Again, the variations in the regions will become apparent with expats in Naples finding they are offered a round pizza that’s been folded in half and then folded in half again before it is handed over in a paper napkin so that the customer eats it like a sandwich.

Many expats may find that their favourite pizza toppings are simply unavailable, for instance those who love a ham, mushroom and artichoke pizza – a capricciosa – will not usually find it on the menu. Most of these outlets will be offering four cheeses and a margherita. Most pizzerias however, will be happy to create a pizza to order even if it is not on the menu.

Expats who move to Italy will appreciate why the Italians enjoy socialising and sharing their own food creations. Italy has a varied geography and climate and so there is an excellent source of ingredients. Additionally, Italy’s position in the Mediterranean means that over the years there has been a huge influence over its food styles not just from Africa and Europe but also from the Far and Middle East.

This means that regardless of how long an expat is working and living in Italy, they will always be discovering and learning new and wonderful foods.

For many people looking for unique cuisine then the region of Emilia Romagna and particularly the town of Parma delivers impressive dishes with most of them, not surprisingly, making good use of Parmesan cheese.

The region also has lots of pork products including prosciutto and culatello and even the stuffed trotter sausage of zamponi. There are lots of seafood and fish dishes with expats in Camacchio finding that eel is a popular dish and the region’s Modena is famous for its excellent balsamic vinegar.


Real foodies may dispute the belief that Sicily offers a distinctive destination with lots of excellent ingredients and flavours that combine in a unique way that is not found anywhere else in Italy. For instance, expats should try pasta con le sarde which uses fresh sardines and combines pasta with onions, fennel, raisins and toasted pine nuts; it sounds quite underwhelming for an Italian dish but it is easy to make and the overall combination is impressive.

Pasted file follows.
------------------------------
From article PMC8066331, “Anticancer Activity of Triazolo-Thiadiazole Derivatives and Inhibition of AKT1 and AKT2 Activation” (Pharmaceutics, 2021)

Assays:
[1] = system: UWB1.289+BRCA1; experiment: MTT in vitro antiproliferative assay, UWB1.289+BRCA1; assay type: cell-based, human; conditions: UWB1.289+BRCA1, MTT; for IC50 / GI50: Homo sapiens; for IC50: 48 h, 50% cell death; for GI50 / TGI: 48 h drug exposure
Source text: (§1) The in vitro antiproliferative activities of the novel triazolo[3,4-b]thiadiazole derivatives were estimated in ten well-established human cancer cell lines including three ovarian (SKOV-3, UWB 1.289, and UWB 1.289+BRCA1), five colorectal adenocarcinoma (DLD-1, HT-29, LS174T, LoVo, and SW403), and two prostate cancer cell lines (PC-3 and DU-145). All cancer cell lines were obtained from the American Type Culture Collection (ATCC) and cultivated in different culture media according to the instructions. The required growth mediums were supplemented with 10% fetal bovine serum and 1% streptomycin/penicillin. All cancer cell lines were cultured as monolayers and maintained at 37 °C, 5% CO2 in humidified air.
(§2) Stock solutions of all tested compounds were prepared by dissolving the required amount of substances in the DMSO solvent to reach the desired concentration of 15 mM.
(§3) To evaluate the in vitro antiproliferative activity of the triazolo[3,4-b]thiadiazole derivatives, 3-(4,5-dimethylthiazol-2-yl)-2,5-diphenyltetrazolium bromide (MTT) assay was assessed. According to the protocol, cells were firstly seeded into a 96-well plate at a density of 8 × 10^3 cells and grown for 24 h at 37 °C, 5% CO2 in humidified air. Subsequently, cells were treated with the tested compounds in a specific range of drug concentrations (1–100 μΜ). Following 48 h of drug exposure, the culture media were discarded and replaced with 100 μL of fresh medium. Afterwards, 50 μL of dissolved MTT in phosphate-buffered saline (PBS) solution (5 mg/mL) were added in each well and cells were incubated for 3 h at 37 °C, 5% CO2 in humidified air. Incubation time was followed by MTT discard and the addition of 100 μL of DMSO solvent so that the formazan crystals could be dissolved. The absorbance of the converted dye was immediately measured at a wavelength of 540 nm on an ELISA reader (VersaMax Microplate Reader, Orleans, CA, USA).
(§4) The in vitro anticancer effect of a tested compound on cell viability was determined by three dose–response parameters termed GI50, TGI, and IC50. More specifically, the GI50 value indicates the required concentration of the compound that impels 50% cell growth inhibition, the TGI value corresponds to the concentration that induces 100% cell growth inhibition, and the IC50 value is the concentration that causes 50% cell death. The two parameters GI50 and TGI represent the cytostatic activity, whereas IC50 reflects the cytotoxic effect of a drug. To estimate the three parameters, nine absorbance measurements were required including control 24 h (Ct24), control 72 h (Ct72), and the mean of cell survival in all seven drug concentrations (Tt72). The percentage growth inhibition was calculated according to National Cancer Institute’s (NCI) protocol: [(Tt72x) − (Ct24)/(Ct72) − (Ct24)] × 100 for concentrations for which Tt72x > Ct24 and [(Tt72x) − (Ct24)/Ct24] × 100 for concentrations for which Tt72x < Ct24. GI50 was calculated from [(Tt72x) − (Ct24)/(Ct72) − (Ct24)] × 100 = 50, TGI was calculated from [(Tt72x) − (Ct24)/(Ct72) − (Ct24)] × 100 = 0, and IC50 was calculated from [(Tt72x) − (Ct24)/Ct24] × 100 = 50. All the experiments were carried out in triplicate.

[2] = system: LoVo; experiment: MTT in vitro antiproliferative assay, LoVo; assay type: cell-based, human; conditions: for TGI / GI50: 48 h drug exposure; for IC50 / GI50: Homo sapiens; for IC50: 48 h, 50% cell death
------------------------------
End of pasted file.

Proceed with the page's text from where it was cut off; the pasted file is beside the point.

Expats living in Rome also get to enjoy an amazing range of dishes with the region of Lazio offering up some very distinctive dishes of their own including stuffed porchetta – stuffed pork.

Expats here can enjoy various Roman pasta speciality dishes including bucatini all’amatriciana which is an enjoyable mix of onions, tomatoes and a splash of cognac. Spaghetti alIa carbonara is popular with its creamy cheese, egg and bacon sauce with a dusting of black pepper.

This region produces a range of excellent meat dishes including abbacchio al forno or roast lamb with rosemary and anchovy sauce known as alla cacciatora. Everyone also knows the Roman favourite bruschetta which is a thin slice of bread that is toasted and then had garlic rubbed along one side and sprinkled with salt and olive oil – some people will enjoy this with the additional topping of tomato pieces.

There are lots of Italian dishes that utilise fresh ingredients from the sea which makes sense since the country is surrounded by the Mediterranean with mussel linguini being a particular favourite around the country. Marche one of the seafood regions offers a fish stew called brodetto although the fishing port of Ancona also has a variation of this that is known as stoccafisso or stockfish.

Fish and seafood

While many regions in Italy offer fish and seafood dishes there are some landlocked regions, particularly Umbria, which have an impressive range of dishes that make use of locally grown cereals which help to create some of the best pasta available.